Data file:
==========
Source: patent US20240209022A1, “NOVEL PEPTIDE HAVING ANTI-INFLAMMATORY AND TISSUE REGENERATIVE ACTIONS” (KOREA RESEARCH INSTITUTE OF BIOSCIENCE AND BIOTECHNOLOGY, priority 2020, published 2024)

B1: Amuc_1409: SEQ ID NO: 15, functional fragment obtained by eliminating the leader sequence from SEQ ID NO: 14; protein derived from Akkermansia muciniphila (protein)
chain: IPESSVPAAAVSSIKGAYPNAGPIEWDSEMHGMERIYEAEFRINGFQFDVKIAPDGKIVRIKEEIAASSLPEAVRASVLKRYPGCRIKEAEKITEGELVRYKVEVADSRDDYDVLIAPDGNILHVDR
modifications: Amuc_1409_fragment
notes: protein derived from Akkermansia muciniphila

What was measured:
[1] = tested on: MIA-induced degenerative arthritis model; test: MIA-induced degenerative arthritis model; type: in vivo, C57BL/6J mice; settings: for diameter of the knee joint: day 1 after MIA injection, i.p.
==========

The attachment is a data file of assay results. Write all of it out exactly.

Source: patent US20240209022A1, “NOVEL PEPTIDE HAVING ANTI-INFLAMMATORY AND TISSUE REGENERATIVE ACTIONS” (KOREA RESEARCH INSTITUTE OF BIOSCIENCE AND BIOTECHNOLOGY, priority 2020, published 2024)

B1: Amuc_1409: SEQ ID NO: 15, functional fragment obtained by eliminating the leader sequence from SEQ ID NO: 14; protein derived from Akkermansia muciniphila (protein)
chain: IPESSVPAAAVSSIKGAYPNAGPIEWDSEMHGMERIYEAEFRINGFQFDVKIAPDGKIVRIKEEIAASSLPEAVRASVLKRYPGCRIKEAEKITEGELVRYKVEVADSRDDYDVLIAPDGNILHVDR
modifications: Amuc_1409_fragment
notes: protein derived from Akkermansia muciniphila

What was measured:
[1] = tested on: MIA-induced degenerative arthritis model; test: MIA-induced degenerative arthritis model; type: in vivo, C57BL/6J mice; settings: for diameter of the knee joint: day 1 after MIA injection, i.p.